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Solved: charging system puzzle

Discussion in '2nd Gen. Tacomas (2005-2015)' started by Flat, Jul 16, 2017.

  1. Jul 16, 2017 at 7:04 AM
    #1
    Flat

    Flat [OP] New Member

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    Hello everyone,

    I have been lurking for the last 8 months(first Tacoma) and have enjoyed the the forum for its vast amount to inspiration and information. I find myself at a point where the search has yielded some help but not the key answer I need.

    my rig is a 2009 DCLB v6 sr5(200 000 km) and I have been recently chasing the wine noise in the front. This led me to throw the volt meter on the battery to see what the alternator was producing...well.
    • 19 volts truck running at battery.
    • 19 volts at the alternator connection(connection under grey cover next to green connector, 10mm nut)
    • test battery (truck off 15v..probably high because of over charging?)
    • So off to the parts store, replaced the alternator...Same readings.
    • switched battery...same readings
    • if i pull the green connector on the alternator (3 wires) the reading drop to 12.5v(truck running)
    • checked the fuses(blindly looking for an obvious blown fuse. nothing obvious to me)
    Does anyone know what i should look for? I'm stumped.
    I suspect that the systems is telling the alternator to send power to the battery...but 19v? i would have expected 14v ish at most and with 15v reading on the battery the system should not be looking for more. Is there a test for the Green connector(is that the regulator?)both n the alternator or the wire harness connection?

    Thanks for any leads
    Brad
     
  2. Jul 16, 2017 at 7:16 AM
    #2
    10MGM

    10MGM Well-Known Member

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    I would try another meter
     
  3. Jul 16, 2017 at 8:11 AM
    #3
    Jeffs68

    Jeffs68 Well-Known Member

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    And meters with weak batteries will give skewed readings as well.

    2014-10-25 14.25.55.jpg
     
    Lord Helmet likes this.
  4. Jul 16, 2017 at 8:33 AM
    #4
    cliffyk

    cliffyk Well-Known Member

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    Measure the voltage between the battery negative post and the generator body with the engine running. It should in theory be 0.0 V, though in practice it may be 0.25 to even 0.5 V. If it is more than 0.5 V there is a bad connection between the negative post and the generator body. If that is the case check the ground connections at the body and engine--especially at the engine.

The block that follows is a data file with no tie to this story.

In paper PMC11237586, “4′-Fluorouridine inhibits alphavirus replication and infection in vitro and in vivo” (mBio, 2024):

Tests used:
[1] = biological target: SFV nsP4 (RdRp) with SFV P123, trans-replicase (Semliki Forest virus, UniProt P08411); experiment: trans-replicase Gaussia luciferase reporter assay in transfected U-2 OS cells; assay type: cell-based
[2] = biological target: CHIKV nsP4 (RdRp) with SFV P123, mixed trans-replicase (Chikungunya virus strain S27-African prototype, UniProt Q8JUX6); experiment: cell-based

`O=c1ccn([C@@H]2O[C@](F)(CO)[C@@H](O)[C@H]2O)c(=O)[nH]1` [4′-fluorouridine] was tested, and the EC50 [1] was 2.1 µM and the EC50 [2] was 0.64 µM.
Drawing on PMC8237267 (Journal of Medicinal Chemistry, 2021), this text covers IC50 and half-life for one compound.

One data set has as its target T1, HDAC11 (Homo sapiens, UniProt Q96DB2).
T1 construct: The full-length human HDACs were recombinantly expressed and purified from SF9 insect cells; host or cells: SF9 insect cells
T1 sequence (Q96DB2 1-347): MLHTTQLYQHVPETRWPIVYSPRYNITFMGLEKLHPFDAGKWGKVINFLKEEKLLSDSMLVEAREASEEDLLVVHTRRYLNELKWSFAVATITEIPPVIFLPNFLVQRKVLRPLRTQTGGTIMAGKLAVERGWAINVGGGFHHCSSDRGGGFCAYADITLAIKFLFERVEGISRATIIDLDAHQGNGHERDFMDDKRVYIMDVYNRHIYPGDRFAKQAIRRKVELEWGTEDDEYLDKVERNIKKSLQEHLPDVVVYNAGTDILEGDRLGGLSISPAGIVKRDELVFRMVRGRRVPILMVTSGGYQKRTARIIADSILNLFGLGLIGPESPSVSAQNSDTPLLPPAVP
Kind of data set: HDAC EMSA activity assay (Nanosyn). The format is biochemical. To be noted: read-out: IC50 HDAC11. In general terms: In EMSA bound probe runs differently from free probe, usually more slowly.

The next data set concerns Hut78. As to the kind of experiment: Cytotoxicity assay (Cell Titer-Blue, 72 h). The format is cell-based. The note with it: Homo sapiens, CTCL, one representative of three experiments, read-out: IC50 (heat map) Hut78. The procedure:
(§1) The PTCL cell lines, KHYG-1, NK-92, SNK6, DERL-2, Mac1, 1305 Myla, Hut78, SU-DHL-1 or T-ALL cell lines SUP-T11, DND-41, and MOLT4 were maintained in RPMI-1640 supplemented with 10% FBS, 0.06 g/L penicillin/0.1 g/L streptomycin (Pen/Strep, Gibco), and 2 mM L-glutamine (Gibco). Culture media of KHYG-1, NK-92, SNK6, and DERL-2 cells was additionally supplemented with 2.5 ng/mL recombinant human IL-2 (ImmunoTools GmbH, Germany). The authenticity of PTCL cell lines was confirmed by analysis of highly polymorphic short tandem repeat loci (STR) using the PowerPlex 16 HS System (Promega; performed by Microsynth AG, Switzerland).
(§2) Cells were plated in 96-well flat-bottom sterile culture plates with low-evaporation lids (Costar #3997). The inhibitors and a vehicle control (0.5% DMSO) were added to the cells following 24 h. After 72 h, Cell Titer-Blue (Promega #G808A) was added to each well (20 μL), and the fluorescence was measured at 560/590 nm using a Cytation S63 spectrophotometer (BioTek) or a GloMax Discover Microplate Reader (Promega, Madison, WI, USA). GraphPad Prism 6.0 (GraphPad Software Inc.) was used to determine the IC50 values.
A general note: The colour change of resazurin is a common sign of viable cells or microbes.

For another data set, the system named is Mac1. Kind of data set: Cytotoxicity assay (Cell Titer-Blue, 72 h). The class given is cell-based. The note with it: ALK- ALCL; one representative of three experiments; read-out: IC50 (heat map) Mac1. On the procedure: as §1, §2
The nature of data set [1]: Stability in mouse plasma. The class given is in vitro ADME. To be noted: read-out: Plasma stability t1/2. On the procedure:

The voltage regulator maintains the generator output at 13.2 to 14.8 V above what it believes to be "ground" (0.0 V), If the ground connections between the battery post and the generator body are bad there will be a voltage drop across those bad connections and the voltage regulator will be tricked into believing "ground" is really what ever that drop is--and make the generator output whatever the ground drop is + 13.2 to 14.8 V. To get to the 19 V your are observing would require a 5+ V drop in the ground connection, which is quite a lot but not unheard of.

    Verify your meter's accuracy of course before continuing.
     
    Last edited: Jul 16, 2017
    Maticuno likes this.
  5. Jul 16, 2017 at 8:37 AM
    #5
    Maticuno

    Maticuno Resident Pine Swine

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    I really can't add anything to diagnosis that wasn't said in the above ^.

    However, after replacing the alternator, did the whine go away?
     
  6. Jul 16, 2017 at 9:47 AM
    #6
    Flat

    Flat [OP] New Member

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    Hello Gentlemen,

    Thank you for the post and the reminder that a sharp knife cuts better, this was indeed a case of not seeing the forest for the trees.
    The meter was at fault(me mostly) and double checking with a second meter showed my error.

    Well, i have a new alternator and leaned from the wisdom of the forum.

    Maticuno, yes still the wine is still there and is most likely the bearings in one of the pulleys. I guess to make lemonade out of the situation, I can use the core charge to buy the new bearings/pulley.

    Thanks go out to all of you for your time and expertise.

    Brad
     

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